Aerial view of river with land to the side.
(Photo by Will Parson/Chesapeake Bay Program with aerial support by Southwings)

If you have plants in your yard, work on a farm or follow weather forecasts regularly then you probably noticed that this year we had a particularly dry spring.

Despite a few storms, the Chesapeake region didn’t get much rain this season, putting a strain on crops and plants. However, that lack of rain does have an upside: due in large part to less stormwater runoff, the Chesapeake Bay dead zone is expected to be one of the smallest on record, which is great news for blue crabs, oysters and fish.

When rain hits the land, it washes nutrient pollution found on farms, yards and streets into the water. Those nutrients cause algae in the water to grow intensely and then quickly die off, which sucks oxygen out of the water. This forms low-oxygen, or hypoxic areas, known as dead zones.

If you’ve ever seen pictures of fish washing up on the shore or observed an unsightly green, brown or reddish film covering the surface of the water, that’s likely due to hypoxic areas and algae blooms. When these areas form, the survival rate of blue crabs, oysters, fish and other aquatic life decreases.

But in 2023, river flows from rainfall were 20% less than average. As a result, the summer dead zone is predicted to be 33% smaller than the average taken between 1985 and 2022.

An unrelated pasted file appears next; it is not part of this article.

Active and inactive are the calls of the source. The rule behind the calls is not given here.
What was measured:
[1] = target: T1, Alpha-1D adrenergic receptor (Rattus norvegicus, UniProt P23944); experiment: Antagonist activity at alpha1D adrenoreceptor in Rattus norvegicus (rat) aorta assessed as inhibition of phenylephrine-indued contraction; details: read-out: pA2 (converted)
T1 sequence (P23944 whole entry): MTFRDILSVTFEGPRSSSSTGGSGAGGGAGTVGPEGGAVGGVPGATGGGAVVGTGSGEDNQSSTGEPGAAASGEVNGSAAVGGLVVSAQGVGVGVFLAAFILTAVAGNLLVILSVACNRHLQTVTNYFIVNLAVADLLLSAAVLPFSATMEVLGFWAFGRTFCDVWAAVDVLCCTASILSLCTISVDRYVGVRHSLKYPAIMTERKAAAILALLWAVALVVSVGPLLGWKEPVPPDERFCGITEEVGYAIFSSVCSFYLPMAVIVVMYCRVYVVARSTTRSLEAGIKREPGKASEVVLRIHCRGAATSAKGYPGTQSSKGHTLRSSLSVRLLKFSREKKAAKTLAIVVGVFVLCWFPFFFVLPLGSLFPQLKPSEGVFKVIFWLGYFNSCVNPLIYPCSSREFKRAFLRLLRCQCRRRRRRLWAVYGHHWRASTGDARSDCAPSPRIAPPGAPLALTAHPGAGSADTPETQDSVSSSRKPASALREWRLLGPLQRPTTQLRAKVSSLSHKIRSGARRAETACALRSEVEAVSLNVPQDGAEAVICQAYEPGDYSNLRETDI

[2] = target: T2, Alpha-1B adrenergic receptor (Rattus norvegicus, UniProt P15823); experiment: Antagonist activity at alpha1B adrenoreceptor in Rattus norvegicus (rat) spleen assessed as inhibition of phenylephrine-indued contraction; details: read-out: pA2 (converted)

We know this thanks to a group of researchers brought together by the Chesapeake Bay Program, with partners that include the University of Maryland Center for Environmental Science, University of Michigan, the U.S. Geological Survey and the Virginia Institute of Marine Science. These scientists work together on a model that takes into account rainfall, nutrient runoff, weather and various other factors.

According to the researchers, the amount of nitrogen pollution flowing into the Bay from its watershed in 2023 was 42% lower than the long-term average. This included 74 million pounds of nitrogen recorded at nine river input monitoring (RIM) stations and 5.2 million pounds tracked from wastewater treatment plants.

Less rainfall means that fewer of these nutrients were washed or discharged into the water. However, there are other factors impacting nutrient runoff, such as efforts to keep nutrients off the land or out of the water in the first place.

Across the region, the Chesapeake Bay Program coordinates and funds tree plantings, forest conservation, living shorelines, rain gardens and various other practices that absorb nutrients and keep them from being able to enter the water. States and jurisdictions within the watershed also upgrade and maintain wastewater treatment plants that are able to take a significant portion of nutrients out of the water before discharging it into rivers and streams.

Residents of the Bay can play a part, too. If you would like to help keep the estuary’s dead zone to a minimum, consider using less fertilizer and chemicals that may contain nutrients. You can also plant trees, rain gardens and other conservation landscapes that soak up those nutrients.


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